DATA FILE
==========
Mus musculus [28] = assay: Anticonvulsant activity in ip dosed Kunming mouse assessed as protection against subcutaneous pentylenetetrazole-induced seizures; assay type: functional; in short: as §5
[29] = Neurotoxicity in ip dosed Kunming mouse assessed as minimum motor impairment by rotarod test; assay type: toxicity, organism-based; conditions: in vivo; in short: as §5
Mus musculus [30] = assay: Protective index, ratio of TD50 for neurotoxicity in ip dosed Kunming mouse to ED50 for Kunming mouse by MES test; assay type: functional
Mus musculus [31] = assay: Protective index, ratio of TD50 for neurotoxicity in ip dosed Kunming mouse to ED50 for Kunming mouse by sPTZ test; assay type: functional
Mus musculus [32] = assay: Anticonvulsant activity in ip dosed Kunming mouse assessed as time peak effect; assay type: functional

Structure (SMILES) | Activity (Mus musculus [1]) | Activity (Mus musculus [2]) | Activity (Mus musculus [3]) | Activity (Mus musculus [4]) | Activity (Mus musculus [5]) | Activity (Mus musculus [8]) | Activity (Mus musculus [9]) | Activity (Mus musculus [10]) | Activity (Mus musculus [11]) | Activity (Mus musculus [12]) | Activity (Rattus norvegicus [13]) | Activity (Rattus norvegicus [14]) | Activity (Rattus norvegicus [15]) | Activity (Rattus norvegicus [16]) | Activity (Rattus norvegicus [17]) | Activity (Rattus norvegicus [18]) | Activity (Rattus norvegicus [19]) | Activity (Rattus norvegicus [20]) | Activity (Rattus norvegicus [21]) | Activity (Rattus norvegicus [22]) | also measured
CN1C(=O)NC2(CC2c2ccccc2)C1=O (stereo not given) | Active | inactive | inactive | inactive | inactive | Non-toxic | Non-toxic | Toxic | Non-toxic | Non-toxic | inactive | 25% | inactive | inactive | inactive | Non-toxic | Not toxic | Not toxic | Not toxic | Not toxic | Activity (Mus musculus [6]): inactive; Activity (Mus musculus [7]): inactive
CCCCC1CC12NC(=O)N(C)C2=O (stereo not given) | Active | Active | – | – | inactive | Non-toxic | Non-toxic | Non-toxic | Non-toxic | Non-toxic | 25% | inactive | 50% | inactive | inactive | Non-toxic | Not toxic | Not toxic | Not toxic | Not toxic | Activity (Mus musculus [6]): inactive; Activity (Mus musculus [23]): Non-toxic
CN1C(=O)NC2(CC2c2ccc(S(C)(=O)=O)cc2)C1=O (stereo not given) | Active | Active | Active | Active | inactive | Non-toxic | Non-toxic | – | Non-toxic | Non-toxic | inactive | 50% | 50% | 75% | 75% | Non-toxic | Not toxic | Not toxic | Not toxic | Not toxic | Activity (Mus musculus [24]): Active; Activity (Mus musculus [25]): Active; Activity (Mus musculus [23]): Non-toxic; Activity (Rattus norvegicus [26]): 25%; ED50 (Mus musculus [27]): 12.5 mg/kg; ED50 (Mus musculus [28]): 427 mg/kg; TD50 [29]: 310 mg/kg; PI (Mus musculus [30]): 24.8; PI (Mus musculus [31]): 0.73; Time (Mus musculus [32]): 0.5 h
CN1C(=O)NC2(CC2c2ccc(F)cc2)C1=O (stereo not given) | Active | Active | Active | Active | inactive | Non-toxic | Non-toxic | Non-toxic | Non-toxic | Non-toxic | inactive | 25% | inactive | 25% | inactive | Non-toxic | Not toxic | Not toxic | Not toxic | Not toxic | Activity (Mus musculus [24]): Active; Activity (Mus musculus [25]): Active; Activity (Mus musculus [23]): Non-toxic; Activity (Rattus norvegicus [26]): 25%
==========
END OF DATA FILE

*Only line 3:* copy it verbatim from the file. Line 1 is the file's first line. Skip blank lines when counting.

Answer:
Mus musculus [30] = assay: Protective index, ratio of TD50 for neurotoxicity in ip dosed Kunming mouse to ED50 for Kunming mouse by MES test; assay type: functional